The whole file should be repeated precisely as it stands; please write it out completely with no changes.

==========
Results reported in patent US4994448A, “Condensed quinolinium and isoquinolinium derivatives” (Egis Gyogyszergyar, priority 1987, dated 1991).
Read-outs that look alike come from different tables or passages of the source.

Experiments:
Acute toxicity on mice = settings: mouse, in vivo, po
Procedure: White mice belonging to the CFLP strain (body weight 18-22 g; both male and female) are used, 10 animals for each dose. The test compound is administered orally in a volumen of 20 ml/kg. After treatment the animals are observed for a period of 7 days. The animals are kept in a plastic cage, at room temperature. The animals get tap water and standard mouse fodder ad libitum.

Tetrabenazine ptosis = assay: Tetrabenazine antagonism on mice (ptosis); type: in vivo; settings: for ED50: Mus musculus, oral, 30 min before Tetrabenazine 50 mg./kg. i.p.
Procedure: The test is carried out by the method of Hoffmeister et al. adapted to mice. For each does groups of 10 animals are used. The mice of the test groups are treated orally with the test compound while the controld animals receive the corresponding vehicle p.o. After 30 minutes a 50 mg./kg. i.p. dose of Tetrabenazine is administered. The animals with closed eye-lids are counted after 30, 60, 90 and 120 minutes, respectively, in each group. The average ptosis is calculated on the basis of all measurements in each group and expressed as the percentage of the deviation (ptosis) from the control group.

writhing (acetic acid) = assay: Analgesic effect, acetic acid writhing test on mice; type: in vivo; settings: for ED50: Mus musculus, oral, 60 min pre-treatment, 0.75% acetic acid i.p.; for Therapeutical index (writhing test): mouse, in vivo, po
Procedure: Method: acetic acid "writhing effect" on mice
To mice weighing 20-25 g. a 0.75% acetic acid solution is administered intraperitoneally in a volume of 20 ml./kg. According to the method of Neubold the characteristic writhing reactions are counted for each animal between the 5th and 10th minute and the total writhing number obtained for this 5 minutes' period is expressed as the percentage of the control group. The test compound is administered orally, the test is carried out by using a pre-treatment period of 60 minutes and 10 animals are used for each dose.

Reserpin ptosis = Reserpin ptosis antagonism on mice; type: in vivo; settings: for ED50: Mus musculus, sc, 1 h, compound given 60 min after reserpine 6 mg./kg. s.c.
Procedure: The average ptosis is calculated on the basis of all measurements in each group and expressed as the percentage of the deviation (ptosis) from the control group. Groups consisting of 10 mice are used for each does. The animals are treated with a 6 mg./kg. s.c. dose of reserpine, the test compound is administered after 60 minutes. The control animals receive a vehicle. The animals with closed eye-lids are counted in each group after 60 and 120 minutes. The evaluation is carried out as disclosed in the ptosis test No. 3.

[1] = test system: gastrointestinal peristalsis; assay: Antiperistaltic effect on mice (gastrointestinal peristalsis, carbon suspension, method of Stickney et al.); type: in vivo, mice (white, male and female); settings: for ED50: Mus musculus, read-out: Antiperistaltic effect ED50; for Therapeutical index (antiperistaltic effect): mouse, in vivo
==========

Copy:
Results reported in patent US4994448A, “Condensed quinolinium and isoquinolinium derivatives” (Egis Gyogyszergyar, priority 1987, dated 1991).
Read-outs that look alike come from different tables or passages of the source.

Experiments:
Acute toxicity on mice = settings: mouse, in vivo, po
Procedure: White mice belonging to the CFLP strain (body weight 18-22 g; both male and female) are used, 10 animals for each dose. The test compound is administered orally in a volumen of 20 ml/kg. After treatment the animals are observed for a period of 7 days. The animals are kept in a plastic cage, at room temperature. The animals get tap water and standard mouse fodder ad libitum.

Tetrabenazine ptosis = assay: Tetrabenazine antagonism on mice (ptosis); type: in vivo; settings: for ED50: Mus musculus, oral, 30 min before Tetrabenazine 50 mg./kg. i.p.
Procedure: The test is carried out by the method of Hoffmeister et al. adapted to mice. For each does groups of 10 animals are used. The mice of the test groups are treated orally with the test compound while the controld animals receive the corresponding vehicle p.o. After 30 minutes a 50 mg./kg. i.p. dose of Tetrabenazine is administered. The animals with closed eye-lids are counted after 30, 60, 90 and 120 minutes, respectively, in each group. The average ptosis is calculated on the basis of all measurements in each group and expressed as the percentage of the deviation (ptosis) from the control group.

writhing (acetic acid) = assay: Analgesic effect, acetic acid writhing test on mice; type: in vivo; settings: for ED50: Mus musculus, oral, 60 min pre-treatment, 0.75% acetic acid i.p.; for Therapeutical index (writhing test): mouse, in vivo, po
Procedure: Method: acetic acid "writhing effect" on mice
To mice weighing 20-25 g. a 0.75% acetic acid solution is administered intraperitoneally in a volume of 20 ml./kg. According to the method of Neubold the characteristic writhing reactions are counted for each animal between the 5th and 10th minute and the total writhing number obtained for this 5 minutes' period is expressed as the percentage of the control group. The test compound is administered orally, the test is carried out by using a pre-treatment period of 60 minutes and 10 animals are used for each dose.

Reserpin ptosis = Reserpin ptosis antagonism on mice; type: in vivo; settings: for ED50: Mus musculus, sc, 1 h, compound given 60 min after reserpine 6 mg./kg. s.c.
Procedure: The average ptosis is calculated on the basis of all measurements in each group and expressed as the percentage of the deviation (ptosis) from the control group. Groups consisting of 10 mice are used for each does. The animals are treated with a 6 mg./kg. s.c. dose of reserpine, the test compound is administered after 60 minutes. The control animals receive a vehicle. The animals with closed eye-lids are counted in each group after 60 and 120 minutes. The evaluation is carried out as disclosed in the ptosis test No. 3.

[1] = test system: gastrointestinal peristalsis; assay: Antiperistaltic effect on mice (gastrointestinal peristalsis, carbon suspension, method of Stickney et al.); type: in vivo, mice (white, male and female); settings: for ED50: Mus musculus, read-out: Antiperistaltic effect ED50; for Therapeutical index (antiperistaltic effect): mouse, in vivo